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A Guide to Porcelain Patio Tiles: Part 2

Want porcelain garden tiles incorporated into your landscaping design for an outdoor oasis with wow-factor that doesn’t compromise underfoot safety? In this second part of our Guide to Porcelain Patio Tiles, we’ll provide top tips on how to measure up, install and get the most out of your outdoor porcelain tiles.

 

Porcel Thin Melbourne sandstone effect tile

 

How to prepare for your patio tiles

 

Measure – If you’re installing or buying the porcelain patio tiles yourself, it’s important that you measure up carefully. With a larger space, cutting should be kept to a minimum as you can lay large or extra-large format slabs to get more coverage. When it comes to smaller areas or gardens with tricky corners and shapes to contend with, your measurements should allow for a little extra and the help of a tiling professional is always recommended.

 

Base – For sub-base preparation, concrete screed is a popular choice for easy installation while others favour creating a bond bridge of cement-based slurry adhesive under each patio tile before placing it in a bed of grit sand, building sand and cement mortar. The second option is often less costly, but the choice of base for your exterior tiles will depend on your particular garden space and existing surface. A Porcel-Thin approved tiling contractor will be able to advise on the best choice after a short site survey.

Swimming pool with Sandstone effect thin tiles

 

Design – Think about what sort of overall landscaping look you’re going for and whether you’ll be incorporating different levels, steps and features. Porcel-Thin porcelain patio tiles are ideal for outdoor stairs; the patio tiles are ultra-thin and don’t require for bespoke copings and step treads, unlike some thick exterior tile alternatives. Looking for a balance between cool porcelain and lush greenery? In this Houzz article, landscape designer Michael McGarr of Warnes-McGarr & Co suggests: “Aim to create one third porcelain paving to two thirds planting for a verdant outdoor living space. Try to find a matching polished gravel to use as mulching for your planted areas. This creates cohesion and texture, as well as keeping weeds to a minimum as your planting matures and fills out.”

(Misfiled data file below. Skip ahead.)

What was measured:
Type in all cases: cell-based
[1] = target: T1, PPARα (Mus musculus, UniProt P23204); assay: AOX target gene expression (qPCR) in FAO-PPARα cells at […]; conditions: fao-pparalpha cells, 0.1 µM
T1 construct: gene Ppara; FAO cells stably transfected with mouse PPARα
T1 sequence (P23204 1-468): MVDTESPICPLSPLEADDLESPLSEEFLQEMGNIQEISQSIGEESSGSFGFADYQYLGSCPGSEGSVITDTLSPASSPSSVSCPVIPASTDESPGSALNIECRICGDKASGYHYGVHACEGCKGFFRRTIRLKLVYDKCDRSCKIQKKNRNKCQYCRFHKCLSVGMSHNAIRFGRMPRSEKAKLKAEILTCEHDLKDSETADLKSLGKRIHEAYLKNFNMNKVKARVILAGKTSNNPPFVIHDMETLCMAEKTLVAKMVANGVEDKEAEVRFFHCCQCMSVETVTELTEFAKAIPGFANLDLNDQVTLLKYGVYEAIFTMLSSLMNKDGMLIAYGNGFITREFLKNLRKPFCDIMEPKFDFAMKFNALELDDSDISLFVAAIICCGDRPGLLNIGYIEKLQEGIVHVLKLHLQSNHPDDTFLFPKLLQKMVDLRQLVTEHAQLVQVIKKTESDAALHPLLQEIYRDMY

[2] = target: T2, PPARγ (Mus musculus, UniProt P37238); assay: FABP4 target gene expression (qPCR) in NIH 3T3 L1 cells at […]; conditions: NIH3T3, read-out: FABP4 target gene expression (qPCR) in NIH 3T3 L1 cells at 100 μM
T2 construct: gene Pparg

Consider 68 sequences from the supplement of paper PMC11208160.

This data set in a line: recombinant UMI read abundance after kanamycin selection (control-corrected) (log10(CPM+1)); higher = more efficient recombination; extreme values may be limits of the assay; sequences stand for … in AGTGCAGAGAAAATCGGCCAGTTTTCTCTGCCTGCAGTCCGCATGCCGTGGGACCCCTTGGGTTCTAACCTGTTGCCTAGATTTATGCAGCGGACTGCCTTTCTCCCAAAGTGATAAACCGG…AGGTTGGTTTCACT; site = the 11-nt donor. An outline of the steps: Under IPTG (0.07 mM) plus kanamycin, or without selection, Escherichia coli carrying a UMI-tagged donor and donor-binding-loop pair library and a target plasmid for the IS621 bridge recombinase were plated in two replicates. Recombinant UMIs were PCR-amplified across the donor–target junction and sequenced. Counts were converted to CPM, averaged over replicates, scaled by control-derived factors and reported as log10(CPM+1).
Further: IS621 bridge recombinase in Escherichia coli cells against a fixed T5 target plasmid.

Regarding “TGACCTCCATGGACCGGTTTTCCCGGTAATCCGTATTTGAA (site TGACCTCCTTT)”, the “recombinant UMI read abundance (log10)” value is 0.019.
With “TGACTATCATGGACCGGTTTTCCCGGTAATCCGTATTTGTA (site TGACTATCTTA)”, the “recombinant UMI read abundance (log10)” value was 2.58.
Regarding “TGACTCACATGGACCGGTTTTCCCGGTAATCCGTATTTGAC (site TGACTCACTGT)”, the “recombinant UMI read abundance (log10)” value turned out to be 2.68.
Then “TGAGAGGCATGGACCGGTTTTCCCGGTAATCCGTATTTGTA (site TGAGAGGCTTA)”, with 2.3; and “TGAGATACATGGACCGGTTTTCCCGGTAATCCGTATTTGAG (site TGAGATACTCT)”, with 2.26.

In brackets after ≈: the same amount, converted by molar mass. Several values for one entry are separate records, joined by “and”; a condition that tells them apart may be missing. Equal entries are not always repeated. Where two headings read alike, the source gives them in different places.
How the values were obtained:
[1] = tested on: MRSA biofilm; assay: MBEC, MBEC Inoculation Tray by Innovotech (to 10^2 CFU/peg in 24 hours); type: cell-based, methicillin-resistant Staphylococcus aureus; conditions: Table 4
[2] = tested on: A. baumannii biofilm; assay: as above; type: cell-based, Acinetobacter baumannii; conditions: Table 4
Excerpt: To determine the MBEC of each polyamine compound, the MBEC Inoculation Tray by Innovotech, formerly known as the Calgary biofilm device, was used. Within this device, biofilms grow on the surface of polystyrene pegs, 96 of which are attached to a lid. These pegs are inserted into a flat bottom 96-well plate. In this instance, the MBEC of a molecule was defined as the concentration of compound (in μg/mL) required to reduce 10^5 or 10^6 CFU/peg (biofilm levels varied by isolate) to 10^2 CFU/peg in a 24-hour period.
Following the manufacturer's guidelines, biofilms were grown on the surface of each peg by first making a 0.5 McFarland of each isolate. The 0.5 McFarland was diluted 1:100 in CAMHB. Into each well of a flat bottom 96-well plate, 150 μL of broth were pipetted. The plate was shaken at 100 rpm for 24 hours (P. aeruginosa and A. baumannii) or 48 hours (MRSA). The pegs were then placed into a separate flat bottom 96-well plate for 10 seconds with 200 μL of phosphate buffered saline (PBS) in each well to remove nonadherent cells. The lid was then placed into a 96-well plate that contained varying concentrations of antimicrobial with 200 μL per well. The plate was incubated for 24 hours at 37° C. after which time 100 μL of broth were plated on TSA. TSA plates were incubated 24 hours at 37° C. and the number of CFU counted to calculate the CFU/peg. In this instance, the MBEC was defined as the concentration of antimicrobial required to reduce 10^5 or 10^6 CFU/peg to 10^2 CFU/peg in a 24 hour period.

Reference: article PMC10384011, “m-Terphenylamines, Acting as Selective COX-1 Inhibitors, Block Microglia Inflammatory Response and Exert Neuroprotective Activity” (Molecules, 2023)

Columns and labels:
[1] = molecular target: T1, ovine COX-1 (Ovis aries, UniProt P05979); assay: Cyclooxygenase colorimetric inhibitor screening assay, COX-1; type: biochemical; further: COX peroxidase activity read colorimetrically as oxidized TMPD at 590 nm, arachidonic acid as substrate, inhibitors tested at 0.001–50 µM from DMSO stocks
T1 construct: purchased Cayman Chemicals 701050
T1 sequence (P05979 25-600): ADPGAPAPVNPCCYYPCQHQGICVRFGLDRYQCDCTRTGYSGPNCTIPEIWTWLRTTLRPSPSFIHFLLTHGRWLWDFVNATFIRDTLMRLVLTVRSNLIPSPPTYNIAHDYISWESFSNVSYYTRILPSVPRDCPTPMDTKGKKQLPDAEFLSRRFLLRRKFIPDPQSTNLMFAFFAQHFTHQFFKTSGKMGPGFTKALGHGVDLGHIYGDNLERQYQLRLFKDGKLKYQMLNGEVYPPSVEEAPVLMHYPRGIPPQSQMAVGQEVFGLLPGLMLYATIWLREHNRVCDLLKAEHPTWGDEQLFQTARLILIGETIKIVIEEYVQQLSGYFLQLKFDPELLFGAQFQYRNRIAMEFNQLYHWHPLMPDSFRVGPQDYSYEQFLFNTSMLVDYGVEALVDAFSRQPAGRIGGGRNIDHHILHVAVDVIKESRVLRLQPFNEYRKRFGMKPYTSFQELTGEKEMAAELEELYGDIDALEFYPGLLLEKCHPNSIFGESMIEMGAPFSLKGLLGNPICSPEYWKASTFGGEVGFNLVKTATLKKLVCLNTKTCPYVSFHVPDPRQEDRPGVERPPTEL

How to install and maintain your patio tiles

 

Porcel-thin fitters installing large format porcelain tiles

 

Easy – Contrary to popular belief, porcelain patio tiles are not more difficult to install because they’re less absorbent and not so easy to bond to a sub-base. Using the right adhesives, correct sub-base and sufficient expertise, porcelain garden tiles can be just as easy to install as any other patio tiles.

 

Experts – We do recommend that you seek the help of a Porcel-Thin approved tiling contractor, to guarantee the best of the best whatever the porcelain tiling job you’re carrying out. Alternatively, if you’re a tiler, you can attend one of our professional training days in London. We can advise on everything from how to cut and lay your tiles to the best adhesives and grout to use with porcelain garden tiles.

 

Clean – Just use a brush to sweep your outdoor porcelain tiles and keep them clear of dust and garden debris, as often as required. As standard, you don’t need special cleaning products and equipment to keep your outdoor porcelain tiles glistening, all you need is use of a power washer once or twice a year to get rid of both patio tiles and grout of any built up dirt. On occasion, for stubborn organic stains, a propriety cleaner may be required. It’s also a good idea to refresh the grouting every couple of years to maintain optimum performance and presentation.

 

We hope you found our Guide to Porcelain Patio Tiles useful, please refer to part one for more information on the advantages of Porcel-Thin for exterior tiles and patios.

 

 

Part 2 Porcel-thin guide to porcelain patio tiles